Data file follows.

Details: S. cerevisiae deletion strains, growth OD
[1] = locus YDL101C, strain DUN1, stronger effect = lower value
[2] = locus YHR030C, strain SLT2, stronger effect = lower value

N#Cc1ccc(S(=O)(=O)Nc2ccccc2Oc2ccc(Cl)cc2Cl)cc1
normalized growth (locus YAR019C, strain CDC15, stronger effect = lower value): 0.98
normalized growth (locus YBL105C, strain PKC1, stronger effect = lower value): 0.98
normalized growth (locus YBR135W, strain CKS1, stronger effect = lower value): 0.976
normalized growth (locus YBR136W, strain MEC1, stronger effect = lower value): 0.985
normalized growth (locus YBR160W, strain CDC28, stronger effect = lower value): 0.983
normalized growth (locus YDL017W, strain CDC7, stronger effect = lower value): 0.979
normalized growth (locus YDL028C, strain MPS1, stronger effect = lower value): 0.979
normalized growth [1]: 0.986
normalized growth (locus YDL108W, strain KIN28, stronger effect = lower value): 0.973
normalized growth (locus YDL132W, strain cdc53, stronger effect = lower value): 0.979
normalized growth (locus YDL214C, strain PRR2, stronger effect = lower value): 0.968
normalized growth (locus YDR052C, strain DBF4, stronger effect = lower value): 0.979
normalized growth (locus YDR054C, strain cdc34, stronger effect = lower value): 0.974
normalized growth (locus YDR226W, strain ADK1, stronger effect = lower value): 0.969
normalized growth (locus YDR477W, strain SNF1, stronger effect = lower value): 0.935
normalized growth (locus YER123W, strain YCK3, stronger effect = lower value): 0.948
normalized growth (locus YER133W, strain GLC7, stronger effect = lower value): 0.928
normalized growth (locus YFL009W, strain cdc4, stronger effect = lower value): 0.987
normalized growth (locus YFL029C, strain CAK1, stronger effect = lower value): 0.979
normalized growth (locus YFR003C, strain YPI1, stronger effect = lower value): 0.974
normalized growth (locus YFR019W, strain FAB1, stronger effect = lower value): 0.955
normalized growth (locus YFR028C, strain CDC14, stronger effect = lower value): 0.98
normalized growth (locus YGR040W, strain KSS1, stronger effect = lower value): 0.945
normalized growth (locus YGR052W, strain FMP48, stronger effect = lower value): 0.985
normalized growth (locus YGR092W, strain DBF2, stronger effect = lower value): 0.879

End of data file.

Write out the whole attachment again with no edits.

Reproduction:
Details: S. cerevisiae deletion strains, growth OD
[1] = locus YDL101C, strain DUN1, stronger effect = lower value
[2] = locus YHR030C, strain SLT2, stronger effect = lower value

N#Cc1ccc(S(=O)(=O)Nc2ccccc2Oc2ccc(Cl)cc2Cl)cc1
normalized growth (locus YAR019C, strain CDC15, stronger effect = lower value): 0.98
normalized growth (locus YBL105C, strain PKC1, stronger effect = lower value): 0.98
normalized growth (locus YBR135W, strain CKS1, stronger effect = lower value): 0.976
normalized growth (locus YBR136W, strain MEC1, stronger effect = lower value): 0.985
normalized growth (locus YBR160W, strain CDC28, stronger effect = lower value): 0.983
normalized growth (locus YDL017W, strain CDC7, stronger effect = lower value): 0.979
normalized growth (locus YDL028C, strain MPS1, stronger effect = lower value): 0.979
normalized growth [1]: 0.986
normalized growth (locus YDL108W, strain KIN28, stronger effect = lower value): 0.973
normalized growth (locus YDL132W, strain cdc53, stronger effect = lower value): 0.979
normalized growth (locus YDL214C, strain PRR2, stronger effect = lower value): 0.968
normalized growth (locus YDR052C, strain DBF4, stronger effect = lower value): 0.979
normalized growth (locus YDR054C, strain cdc34, stronger effect = lower value): 0.974
normalized growth (locus YDR226W, strain ADK1, stronger effect = lower value): 0.969
normalized growth (locus YDR477W, strain SNF1, stronger effect = lower value): 0.935
normalized growth (locus YER123W, strain YCK3, stronger effect = lower value): 0.948
normalized growth (locus YER133W, strain GLC7, stronger effect = lower value): 0.928
normalized growth (locus YFL009W, strain cdc4, stronger effect = lower value): 0.987
normalized growth (locus YFL029C, strain CAK1, stronger effect = lower value): 0.979
normalized growth (locus YFR003C, strain YPI1, stronger effect = lower value): 0.974
normalized growth (locus YFR019W, strain FAB1, stronger effect = lower value): 0.955
normalized growth (locus YFR028C, strain CDC14, stronger effect = lower value): 0.98
normalized growth (locus YGR040W, strain KSS1, stronger effect = lower value): 0.945
normalized growth (locus YGR052W, strain FMP48, stronger effect = lower value): 0.985
normalized growth (locus YGR092W, strain DBF2, stronger effect = lower value): 0.879